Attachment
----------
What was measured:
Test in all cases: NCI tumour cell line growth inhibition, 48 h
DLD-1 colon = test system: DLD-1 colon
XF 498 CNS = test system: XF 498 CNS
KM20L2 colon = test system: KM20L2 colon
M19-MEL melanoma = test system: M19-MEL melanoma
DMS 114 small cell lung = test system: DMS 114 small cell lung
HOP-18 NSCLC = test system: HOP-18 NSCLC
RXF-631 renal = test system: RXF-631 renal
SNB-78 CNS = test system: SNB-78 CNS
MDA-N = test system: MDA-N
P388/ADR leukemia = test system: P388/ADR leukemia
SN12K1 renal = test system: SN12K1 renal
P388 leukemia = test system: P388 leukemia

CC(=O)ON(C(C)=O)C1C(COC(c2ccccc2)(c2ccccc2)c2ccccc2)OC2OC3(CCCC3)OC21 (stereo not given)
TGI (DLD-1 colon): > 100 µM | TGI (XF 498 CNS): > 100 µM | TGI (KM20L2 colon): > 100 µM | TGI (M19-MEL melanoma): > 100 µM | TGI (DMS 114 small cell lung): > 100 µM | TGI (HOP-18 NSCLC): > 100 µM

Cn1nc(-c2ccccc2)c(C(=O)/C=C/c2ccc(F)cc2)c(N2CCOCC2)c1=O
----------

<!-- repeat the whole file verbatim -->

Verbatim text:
What was measured:
Test in all cases: NCI tumour cell line growth inhibition, 48 h
DLD-1 colon = test system: DLD-1 colon
XF 498 CNS = test system: XF 498 CNS
KM20L2 colon = test system: KM20L2 colon
M19-MEL melanoma = test system: M19-MEL melanoma
DMS 114 small cell lung = test system: DMS 114 small cell lung
HOP-18 NSCLC = test system: HOP-18 NSCLC
RXF-631 renal = test system: RXF-631 renal
SNB-78 CNS = test system: SNB-78 CNS
MDA-N = test system: MDA-N
P388/ADR leukemia = test system: P388/ADR leukemia
SN12K1 renal = test system: SN12K1 renal
P388 leukemia = test system: P388 leukemia

CC(=O)ON(C(C)=O)C1C(COC(c2ccccc2)(c2ccccc2)c2ccccc2)OC2OC3(CCCC3)OC21 (stereo not given)
TGI (DLD-1 colon): > 100 µM | TGI (XF 498 CNS): > 100 µM | TGI (KM20L2 colon): > 100 µM | TGI (M19-MEL melanoma): > 100 µM | TGI (DMS 114 small cell lung): > 100 µM | TGI (HOP-18 NSCLC): > 100 µM

Cn1nc(-c2ccccc2)c(C(=O)/C=C/c2ccc(F)cc2)c(N2CCOCC2)c1=O